An interim report by NatCen Social Research provides new information about how mentored teenagers feel about Mosaic’s secondary school mentoring programme.
Overall findings revealed participants believed the programme was helpful to them, particularly in terms of improving their confidence and self-efficacy. Survey findings also indicate some improvements in young people’s levels of confidence, employability and self-efficacy.
The survey of participants was complemented by in-depth qualitative interviews to explore the attitudes and feelings of a group of mentees before and after participating in Mosaic’s mentoring programme.
The interim findings of the study include the following observations:
- Young people who participated reported improved levels of self-esteem and confidence since the baseline survey. The qualitative data revealed that participants felt more confident about life skills such as job or university interviews, asking questions at school or college, talking to new people, trying new activities and their future plans
- Participants had more defined future plans with significantly more reporting an interest in doing A-levels and wanting to go onto university than at baseline. In some cases, this change was attributed to taking part in Mosaic’s mentoring programme, which had helped these participants identify key milestones to achieving future plans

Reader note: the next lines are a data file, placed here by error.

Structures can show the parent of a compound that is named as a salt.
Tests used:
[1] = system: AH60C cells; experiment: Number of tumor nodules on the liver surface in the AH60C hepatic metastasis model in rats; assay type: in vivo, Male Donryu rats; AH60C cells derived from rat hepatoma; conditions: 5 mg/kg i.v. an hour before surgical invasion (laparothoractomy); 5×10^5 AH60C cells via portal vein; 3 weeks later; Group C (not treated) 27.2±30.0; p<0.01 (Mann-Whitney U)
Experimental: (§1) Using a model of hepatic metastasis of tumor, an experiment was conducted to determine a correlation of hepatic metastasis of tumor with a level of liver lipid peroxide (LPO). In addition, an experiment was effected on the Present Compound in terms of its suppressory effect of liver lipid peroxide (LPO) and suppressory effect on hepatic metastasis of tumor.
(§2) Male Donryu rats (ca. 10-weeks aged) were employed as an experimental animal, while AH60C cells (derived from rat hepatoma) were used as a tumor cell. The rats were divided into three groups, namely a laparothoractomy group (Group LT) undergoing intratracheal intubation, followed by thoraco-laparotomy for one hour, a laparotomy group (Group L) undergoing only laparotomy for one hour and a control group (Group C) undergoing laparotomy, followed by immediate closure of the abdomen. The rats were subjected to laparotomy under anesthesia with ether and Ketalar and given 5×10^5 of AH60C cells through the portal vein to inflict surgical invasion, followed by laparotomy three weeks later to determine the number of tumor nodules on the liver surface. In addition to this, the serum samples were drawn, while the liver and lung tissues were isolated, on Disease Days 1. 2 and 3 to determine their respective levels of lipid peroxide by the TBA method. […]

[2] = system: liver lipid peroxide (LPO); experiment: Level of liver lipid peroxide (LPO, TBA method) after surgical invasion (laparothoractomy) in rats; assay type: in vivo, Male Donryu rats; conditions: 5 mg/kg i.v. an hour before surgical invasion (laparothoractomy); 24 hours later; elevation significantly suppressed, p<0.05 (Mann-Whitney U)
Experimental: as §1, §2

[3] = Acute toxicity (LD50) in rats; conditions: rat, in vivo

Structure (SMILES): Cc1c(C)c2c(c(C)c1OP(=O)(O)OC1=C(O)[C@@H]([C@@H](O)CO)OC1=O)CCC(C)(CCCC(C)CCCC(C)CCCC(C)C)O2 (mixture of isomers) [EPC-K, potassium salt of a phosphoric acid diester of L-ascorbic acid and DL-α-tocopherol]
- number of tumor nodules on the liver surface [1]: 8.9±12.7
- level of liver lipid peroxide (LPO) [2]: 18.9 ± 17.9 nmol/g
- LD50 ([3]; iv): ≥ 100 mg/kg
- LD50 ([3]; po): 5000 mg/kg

Jonathan Freeman, Manager Director of Mosaic, said: “These findings are incredibly positive and show that the young people we work with increase in confidence and improve their attitudes to school. The next stage of the evaluation, findings of which are due in 2017, will shed further light on these improvements and any of the other factors that might be contributing.”
The report is the second report from a larger project to assess the longer-term impacts of Mosaic’s programmes on the young people that take part by looking at three significant outcome measures of confidence, employability and self-efficacy. This independent evaluation by NatCen will run until 2019, with new findings published after each wave of research. Further waves will include research with a comparison group to evaluate whether improvements in these outcome measures are directly attributable to Mosaic’s mentoring programme.